A random Twelve Mile Circle reader became an unwitting inspiration for this article simply because of where he or she lived. The little dot within Idaho on my Google Analytics dashboard mentioned State Line. That seemed too good to be true. I’ve done plenty of articles about border towns although I’d never noticed that one before. It sounded like a good excuse to peel things back a layer and take a closer look.
State Line didn’t cover much area and only 38 people lived there (map). It seemed an odd situation until I uncovered a bit of history in an old newspaper article. This creation sprang to life in 1947 and existed for a very specific reason. Quite simply, "the town was incorporated so it could sell liquor and have slot machines." End of story.
Those who incorporated the town leveraged the adjacent state border, just enough over the line to fall outside of the laws of Washington State. Residents of the region’s dominant city — Spokane, Washington — needed only a short drive to take advantage of the more liberal alcohol and gambling rules of Idaho. Apparently incorporated towns in Idaho had some legal leeway to provide these services so State Line filled that niche. The town didn’t have to worry about do-gooders interfering with its business either; it carefully corralled a sympathetic population. I’ve explored similar themes before, e.g., in Right Up to the Line.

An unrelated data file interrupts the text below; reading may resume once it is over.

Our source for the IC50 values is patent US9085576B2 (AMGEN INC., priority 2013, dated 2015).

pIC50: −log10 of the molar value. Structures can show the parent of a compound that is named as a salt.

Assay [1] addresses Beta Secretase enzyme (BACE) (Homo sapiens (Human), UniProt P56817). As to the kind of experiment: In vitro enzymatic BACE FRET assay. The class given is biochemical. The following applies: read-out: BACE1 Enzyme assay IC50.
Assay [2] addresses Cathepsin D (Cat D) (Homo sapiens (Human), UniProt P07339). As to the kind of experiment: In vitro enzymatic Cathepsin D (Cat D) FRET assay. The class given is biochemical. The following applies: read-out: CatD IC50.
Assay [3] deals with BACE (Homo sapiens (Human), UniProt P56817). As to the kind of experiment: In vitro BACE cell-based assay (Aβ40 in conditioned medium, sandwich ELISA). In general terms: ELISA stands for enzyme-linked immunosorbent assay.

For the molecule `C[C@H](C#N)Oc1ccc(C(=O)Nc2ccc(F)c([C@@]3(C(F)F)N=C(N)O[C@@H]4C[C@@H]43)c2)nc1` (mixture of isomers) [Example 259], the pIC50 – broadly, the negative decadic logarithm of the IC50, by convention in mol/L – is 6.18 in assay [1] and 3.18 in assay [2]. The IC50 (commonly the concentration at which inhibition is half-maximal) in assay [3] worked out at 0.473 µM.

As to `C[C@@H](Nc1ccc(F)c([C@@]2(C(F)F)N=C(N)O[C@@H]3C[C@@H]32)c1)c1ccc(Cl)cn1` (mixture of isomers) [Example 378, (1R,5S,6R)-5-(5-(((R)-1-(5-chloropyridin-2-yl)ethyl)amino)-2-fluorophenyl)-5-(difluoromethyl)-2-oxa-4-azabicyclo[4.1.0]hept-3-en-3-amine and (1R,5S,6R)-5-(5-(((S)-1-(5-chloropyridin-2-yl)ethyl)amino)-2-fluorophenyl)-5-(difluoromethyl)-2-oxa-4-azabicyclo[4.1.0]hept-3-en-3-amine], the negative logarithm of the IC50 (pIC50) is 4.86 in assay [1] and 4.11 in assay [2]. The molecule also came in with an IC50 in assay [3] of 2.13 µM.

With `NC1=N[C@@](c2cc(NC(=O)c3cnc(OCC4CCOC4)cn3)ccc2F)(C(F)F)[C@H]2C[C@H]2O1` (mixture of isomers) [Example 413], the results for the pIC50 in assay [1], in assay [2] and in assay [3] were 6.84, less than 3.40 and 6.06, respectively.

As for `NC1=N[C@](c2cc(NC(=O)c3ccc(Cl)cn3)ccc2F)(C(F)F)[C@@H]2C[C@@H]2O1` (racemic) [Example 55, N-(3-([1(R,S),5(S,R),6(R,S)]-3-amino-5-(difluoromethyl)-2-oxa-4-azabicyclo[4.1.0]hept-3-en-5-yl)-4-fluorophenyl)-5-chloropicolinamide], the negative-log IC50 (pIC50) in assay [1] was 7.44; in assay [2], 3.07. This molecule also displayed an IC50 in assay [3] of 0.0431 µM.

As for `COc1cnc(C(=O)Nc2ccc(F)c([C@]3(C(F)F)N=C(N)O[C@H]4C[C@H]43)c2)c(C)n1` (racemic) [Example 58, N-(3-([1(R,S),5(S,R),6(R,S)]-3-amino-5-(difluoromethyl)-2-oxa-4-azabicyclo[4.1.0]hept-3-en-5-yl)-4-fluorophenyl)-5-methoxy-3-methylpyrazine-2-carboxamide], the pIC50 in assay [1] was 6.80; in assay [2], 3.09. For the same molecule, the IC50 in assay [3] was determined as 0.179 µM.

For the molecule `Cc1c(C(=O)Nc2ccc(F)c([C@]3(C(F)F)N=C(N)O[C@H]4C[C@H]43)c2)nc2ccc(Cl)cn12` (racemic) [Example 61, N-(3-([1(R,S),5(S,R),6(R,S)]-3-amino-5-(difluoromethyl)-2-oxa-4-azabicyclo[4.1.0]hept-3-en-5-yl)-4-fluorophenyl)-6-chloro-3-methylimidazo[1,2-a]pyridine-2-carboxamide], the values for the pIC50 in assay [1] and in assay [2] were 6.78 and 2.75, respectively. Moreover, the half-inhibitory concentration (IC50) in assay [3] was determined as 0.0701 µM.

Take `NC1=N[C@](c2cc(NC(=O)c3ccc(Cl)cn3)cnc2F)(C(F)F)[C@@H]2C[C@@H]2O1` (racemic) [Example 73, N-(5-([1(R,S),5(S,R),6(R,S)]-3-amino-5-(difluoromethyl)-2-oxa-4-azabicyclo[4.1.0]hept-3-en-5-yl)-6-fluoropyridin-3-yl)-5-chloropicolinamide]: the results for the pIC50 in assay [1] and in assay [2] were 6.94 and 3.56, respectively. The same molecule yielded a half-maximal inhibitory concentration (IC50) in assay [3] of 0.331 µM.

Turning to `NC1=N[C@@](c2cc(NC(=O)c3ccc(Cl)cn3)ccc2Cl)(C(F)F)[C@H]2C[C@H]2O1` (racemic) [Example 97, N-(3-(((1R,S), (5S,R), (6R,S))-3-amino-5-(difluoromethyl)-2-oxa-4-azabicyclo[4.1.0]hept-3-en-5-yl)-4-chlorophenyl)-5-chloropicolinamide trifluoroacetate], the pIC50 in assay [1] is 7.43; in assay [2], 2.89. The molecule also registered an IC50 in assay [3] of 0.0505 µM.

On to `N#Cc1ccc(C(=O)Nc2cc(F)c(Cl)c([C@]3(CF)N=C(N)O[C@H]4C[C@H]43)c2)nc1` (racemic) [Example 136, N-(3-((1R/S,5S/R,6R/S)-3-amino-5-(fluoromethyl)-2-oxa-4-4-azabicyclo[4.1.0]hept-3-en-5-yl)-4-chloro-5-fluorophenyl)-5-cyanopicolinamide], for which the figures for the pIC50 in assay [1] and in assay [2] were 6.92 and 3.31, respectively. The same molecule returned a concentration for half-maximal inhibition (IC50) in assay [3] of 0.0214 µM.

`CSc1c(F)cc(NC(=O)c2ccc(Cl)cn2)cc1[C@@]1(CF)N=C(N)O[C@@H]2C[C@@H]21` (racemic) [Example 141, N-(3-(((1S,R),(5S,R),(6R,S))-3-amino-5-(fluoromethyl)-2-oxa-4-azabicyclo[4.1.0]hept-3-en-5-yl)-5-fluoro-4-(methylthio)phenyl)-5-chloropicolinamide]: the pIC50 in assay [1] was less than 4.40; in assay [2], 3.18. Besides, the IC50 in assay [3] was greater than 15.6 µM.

A lot of separate sins packed into that tiny package, too. I drove down Seltice Way, the main road through State Line, vicariously using Google Street View. From the border heading into Idaho I noticed a smokeshop, a liquor store, several taverns including a biker bar, and a building with no windows advertising "Show Girls." I wonder what could possibly be going on inside there? This is a family-friendly website so I’ll leave it at that. I also found the residential area consisting of a small trailer park. Maybe the show girls lived there? If so then one of them visited 12MC and landed on the Thelma and Louise Route Map. Maybe someone was planning a weekend getaway?
Idaho didn’t contain the only town with that familiar name. Stateline existed in Nevada, too. I talked about that one briefly in the Loneliest Road in the USA and it appeared in reader comments from time-to-time as well. South Lake Tahoe, on the California side, seemed like the average ski resort town. A gondola led up to the slopes, part of the Heavenly Mountain Resort. Just down the street, however, marked Nevada. Five humongous casinos rose starkly from the pavement barely inches onto the Nevada side of the border. This grouping represented the same basic premise as its Idaho counterpart, bringing convenient "sinful" businesses closer to the masses.